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expert reaction to deep brain stimulation in mouse model of Alzheimer’s disease

A study published in Cell Stem Cell looks at the use of deep brain stimulation in a mouse model of Alzheimer’s disease.


Dr Sara Imarisio, Head of Strategic Initiatives at Alzheimer’s Research UK, said:

“Although drugs that directly remove amyloid plaques, like lecanemab, are showing promise in treating Alzheimer’s disease, we also need approaches that work in other ways. This will include treatments that protect nerve cells from damage, and ways to restore brain functions lost during the disease’s development.

“This study discovered a technique to stimulate new nerve cell growth in mice with Alzheimer’s-like symptoms. By using a combination of light pulses and exposure to nerve-stimulating chemicals, the researchers were able to activate specific nerve cells deep in the brain, partly restoring memory and emotional functions.

“It’s important to note that these results are in mice, and there are differences between mouse and human brains. And while these findings provide a promising lead for investigating potential new approaches for treating Alzheimer’s in humans, it’s a very long way from practical application.

“Nevertheless, studies like these are essential to unravel the complexities of Alzheimer’s, and bring us closer to ways to effectively treat, and even cure, the disease.”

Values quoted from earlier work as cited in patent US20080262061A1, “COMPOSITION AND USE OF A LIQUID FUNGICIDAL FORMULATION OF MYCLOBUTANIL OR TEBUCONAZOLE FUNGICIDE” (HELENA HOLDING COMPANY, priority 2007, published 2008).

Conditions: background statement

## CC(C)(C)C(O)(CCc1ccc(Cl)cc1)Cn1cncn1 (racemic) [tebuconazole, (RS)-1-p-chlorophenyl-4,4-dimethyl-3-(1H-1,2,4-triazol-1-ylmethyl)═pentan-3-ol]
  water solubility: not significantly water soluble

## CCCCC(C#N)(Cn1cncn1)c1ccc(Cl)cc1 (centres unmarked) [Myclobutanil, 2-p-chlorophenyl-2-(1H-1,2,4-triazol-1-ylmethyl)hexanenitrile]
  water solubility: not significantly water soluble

Prof Malcolm Macleod, Professor of Neurology and Translational Neuroscience, University of Edinburgh, said:

“This study is potentially of interest, but there are some problems with the presentation by the authors, and some problems with the methods used. 

“Specifically, on the presentation, the title says that the intervention “restores cognitive and affective function in Alzheimer’s disease”, but this is to overstate things. Mice do not get Alzheimer’s, although scientists can model some of the features in certain animal models, as presented here. But these do not capture the whole story of what Alzheimer’s does to humans, and we know of many interventions which appear to improve outcome in these (imperfect) animal models but which have no effect in humans.

“The study does not report the random allocation of animals to experimental groups; this is an important study design feature which helps ensure that groups are balanced, and that any differences observed are due to the intervention, and not to some other phenomenon. It has been standard in clinical trials for decades, and recommended for animal studies for over 10 years.

“Next, the number of animals used is fairly low, which again brings the conclusions into question. They say they based the numbers of animals used on previous experiments, but we know that experiments in the neurosciences are substantially under-powered (ie too small reliably to detect the effects they report), and so doing it this way because that’s how we have always done it is problematic.

“Two further observations: many authorities consider the forced swim test to be a poor measure of depression like behaviours, and there have been recommendations that alternative approaches are used; and the statement that data are available “on reasonable request” is a very poor substitute for placing the data in a publicly available repository (as indeed they did with their proteomics data).”



‘Activation of hypothalamic-enhanced adult-born neurons restores cognitive and affective function in Alzheimer’s disease’ by Ya-Dong Li et al. was published in Cell Stem Cell at 16:00 UK time on Thursday 6th April.




Declared interests

Prof Malcolm Macleod: “I have no conflicts of interest to disclose.”

For all other experts, no reply to our request for DOIs was received.

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